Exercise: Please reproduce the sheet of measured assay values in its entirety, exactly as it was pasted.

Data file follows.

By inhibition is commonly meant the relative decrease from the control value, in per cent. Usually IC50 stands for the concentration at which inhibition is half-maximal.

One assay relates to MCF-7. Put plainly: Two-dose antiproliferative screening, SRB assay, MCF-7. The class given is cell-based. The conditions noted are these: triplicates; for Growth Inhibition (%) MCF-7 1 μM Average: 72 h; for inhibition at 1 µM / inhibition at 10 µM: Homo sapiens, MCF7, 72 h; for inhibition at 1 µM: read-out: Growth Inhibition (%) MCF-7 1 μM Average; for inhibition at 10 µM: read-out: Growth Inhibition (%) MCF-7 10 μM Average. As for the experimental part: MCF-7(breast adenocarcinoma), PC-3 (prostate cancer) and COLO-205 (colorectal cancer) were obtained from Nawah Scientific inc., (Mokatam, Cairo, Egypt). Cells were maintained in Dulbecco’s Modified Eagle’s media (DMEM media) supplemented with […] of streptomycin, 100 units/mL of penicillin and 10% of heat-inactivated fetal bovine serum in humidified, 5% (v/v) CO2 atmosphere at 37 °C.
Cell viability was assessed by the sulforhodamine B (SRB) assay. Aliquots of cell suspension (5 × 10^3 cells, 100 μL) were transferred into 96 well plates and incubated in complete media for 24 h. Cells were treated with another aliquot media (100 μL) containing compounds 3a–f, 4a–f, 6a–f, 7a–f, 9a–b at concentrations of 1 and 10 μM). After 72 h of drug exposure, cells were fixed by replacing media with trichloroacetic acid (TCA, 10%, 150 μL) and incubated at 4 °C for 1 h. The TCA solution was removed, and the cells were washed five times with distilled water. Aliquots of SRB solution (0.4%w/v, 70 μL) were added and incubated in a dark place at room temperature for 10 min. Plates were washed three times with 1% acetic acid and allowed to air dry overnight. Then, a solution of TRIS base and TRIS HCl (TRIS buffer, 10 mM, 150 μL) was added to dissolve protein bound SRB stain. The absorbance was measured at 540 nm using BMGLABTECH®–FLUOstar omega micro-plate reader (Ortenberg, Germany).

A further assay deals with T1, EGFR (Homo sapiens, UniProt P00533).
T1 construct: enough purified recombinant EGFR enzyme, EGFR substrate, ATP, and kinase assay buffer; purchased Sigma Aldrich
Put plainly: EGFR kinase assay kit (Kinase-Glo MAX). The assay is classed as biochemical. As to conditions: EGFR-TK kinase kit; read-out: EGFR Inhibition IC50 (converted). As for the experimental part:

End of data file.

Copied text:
By inhibition is commonly meant the relative decrease from the control value, in per cent. Usually IC50 stands for the concentration at which inhibition is half-maximal.

One assay relates to MCF-7. Put plainly: Two-dose antiproliferative screening, SRB assay, MCF-7. The class given is cell-based. The conditions noted are these: triplicates; for Growth Inhibition (%) MCF-7 1 μM Average: 72 h; for inhibition at 1 µM / inhibition at 10 µM: Homo sapiens, MCF7, 72 h; for inhibition at 1 µM: read-out: Growth Inhibition (%) MCF-7 1 μM Average; for inhibition at 10 µM: read-out: Growth Inhibition (%) MCF-7 10 μM Average. As for the experimental part: MCF-7(breast adenocarcinoma), PC-3 (prostate cancer) and COLO-205 (colorectal cancer) were obtained from Nawah Scientific inc., (Mokatam, Cairo, Egypt). Cells were maintained in Dulbecco’s Modified Eagle’s media (DMEM media) supplemented with […] of streptomycin, 100 units/mL of penicillin and 10% of heat-inactivated fetal bovine serum in humidified, 5% (v/v) CO2 atmosphere at 37 °C.
Cell viability was assessed by the sulforhodamine B (SRB) assay. Aliquots of cell suspension (5 × 10^3 cells, 100 μL) were transferred into 96 well plates and incubated in complete media for 24 h. Cells were treated with another aliquot media (100 μL) containing compounds 3a–f, 4a–f, 6a–f, 7a–f, 9a–b at concentrations of 1 and 10 μM). After 72 h of drug exposure, cells were fixed by replacing media with trichloroacetic acid (TCA, 10%, 150 μL) and incubated at 4 °C for 1 h. The TCA solution was removed, and the cells were washed five times with distilled water. Aliquots of SRB solution (0.4%w/v, 70 μL) were added and incubated in a dark place at room temperature for 10 min. Plates were washed three times with 1% acetic acid and allowed to air dry overnight. Then, a solution of TRIS base and TRIS HCl (TRIS buffer, 10 mM, 150 μL) was added to dissolve protein bound SRB stain. The absorbance was measured at 540 nm using BMGLABTECH®–FLUOstar omega micro-plate reader (Ortenberg, Germany).

A further assay deals with T1, EGFR (Homo sapiens, UniProt P00533).
T1 construct: enough purified recombinant EGFR enzyme, EGFR substrate, ATP, and kinase assay buffer; purchased Sigma Aldrich
Put plainly: EGFR kinase assay kit (Kinase-Glo MAX). The assay is classed as biochemical. As to conditions: EGFR-TK kinase kit; read-out: EGFR Inhibition IC50 (converted). As for the experimental part: